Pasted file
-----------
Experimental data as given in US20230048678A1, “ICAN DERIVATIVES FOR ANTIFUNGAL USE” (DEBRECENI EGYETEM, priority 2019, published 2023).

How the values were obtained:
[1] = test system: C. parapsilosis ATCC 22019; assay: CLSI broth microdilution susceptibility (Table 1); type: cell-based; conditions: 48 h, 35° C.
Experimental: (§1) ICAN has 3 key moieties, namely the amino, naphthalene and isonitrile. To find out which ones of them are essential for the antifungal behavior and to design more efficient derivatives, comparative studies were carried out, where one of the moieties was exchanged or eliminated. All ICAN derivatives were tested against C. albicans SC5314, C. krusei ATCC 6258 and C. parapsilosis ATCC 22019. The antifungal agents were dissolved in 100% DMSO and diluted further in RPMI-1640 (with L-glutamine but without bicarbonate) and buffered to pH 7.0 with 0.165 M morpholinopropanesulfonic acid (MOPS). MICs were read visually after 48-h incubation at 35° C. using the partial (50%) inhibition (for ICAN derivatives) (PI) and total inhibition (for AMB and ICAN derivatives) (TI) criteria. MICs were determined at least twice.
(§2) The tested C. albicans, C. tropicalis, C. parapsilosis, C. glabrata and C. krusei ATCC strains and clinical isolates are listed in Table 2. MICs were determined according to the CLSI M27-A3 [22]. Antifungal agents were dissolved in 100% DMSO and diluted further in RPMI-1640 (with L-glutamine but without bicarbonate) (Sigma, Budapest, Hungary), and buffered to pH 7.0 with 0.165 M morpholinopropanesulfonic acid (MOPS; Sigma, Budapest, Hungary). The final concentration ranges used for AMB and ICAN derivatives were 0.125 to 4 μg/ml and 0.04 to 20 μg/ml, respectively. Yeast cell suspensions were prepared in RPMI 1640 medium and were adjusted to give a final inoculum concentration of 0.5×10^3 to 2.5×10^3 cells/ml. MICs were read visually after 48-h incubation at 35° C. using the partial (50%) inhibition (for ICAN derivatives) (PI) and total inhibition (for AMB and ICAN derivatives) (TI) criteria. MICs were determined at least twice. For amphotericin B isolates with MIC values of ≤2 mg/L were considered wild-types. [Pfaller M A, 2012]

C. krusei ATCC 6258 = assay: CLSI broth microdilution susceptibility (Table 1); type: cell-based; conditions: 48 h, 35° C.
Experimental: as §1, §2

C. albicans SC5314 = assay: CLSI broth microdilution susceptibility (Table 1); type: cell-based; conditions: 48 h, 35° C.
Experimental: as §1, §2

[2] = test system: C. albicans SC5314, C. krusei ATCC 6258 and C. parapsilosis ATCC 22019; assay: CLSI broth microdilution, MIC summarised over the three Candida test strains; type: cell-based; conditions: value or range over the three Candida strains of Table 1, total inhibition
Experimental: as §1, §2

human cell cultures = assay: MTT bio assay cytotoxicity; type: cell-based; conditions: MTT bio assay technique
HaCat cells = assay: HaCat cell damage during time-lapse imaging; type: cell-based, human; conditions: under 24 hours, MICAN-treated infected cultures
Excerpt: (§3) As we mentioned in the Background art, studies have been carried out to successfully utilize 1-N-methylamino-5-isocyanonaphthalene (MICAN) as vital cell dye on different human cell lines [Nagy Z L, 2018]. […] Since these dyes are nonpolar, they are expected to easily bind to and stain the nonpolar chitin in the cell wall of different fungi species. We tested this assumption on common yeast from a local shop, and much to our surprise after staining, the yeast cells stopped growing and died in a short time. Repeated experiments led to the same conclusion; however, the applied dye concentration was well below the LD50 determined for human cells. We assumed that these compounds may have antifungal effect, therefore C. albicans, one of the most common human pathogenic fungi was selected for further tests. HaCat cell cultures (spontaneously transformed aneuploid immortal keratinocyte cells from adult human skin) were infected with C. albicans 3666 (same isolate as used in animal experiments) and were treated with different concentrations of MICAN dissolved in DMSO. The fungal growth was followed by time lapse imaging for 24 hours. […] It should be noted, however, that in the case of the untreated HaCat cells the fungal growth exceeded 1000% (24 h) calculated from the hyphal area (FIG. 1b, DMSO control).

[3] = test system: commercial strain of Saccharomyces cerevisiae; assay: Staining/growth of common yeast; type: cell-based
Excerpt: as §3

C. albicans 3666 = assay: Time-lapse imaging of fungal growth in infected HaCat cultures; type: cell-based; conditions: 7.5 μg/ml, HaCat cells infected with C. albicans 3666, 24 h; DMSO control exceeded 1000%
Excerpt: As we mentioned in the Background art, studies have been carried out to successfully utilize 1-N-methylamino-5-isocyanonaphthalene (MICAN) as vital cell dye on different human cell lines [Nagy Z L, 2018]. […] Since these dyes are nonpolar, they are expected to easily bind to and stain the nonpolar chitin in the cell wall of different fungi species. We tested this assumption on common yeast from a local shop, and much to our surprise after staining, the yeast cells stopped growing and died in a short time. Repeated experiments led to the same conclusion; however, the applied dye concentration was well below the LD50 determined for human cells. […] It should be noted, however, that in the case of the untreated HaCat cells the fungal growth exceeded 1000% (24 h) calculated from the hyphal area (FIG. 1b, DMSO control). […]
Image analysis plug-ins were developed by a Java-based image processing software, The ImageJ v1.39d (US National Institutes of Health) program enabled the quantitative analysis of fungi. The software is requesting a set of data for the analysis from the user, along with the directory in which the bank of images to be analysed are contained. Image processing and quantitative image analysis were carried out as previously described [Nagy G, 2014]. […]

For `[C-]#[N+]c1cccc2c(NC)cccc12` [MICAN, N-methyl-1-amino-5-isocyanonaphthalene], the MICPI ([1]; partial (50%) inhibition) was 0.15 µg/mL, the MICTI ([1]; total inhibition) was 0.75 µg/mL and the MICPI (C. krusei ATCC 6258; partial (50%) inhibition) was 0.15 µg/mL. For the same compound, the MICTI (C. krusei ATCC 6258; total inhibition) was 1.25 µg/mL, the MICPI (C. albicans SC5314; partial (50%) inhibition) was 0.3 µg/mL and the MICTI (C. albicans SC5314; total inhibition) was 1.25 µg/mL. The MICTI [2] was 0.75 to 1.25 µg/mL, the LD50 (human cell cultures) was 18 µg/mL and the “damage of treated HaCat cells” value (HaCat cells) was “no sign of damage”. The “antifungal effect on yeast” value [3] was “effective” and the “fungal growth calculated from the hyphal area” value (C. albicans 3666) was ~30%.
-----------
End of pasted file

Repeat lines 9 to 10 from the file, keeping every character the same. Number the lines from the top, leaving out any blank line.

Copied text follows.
Experimental: as §1, §2

[2] = test system: C. albicans SC5314, C. krusei ATCC 6258 and C. parapsilosis ATCC 22019; assay: CLSI broth microdilution, MIC summarised over the three Candida test strains; type: cell-based; conditions: value or range over the three Candida strains of Table 1, total inhibition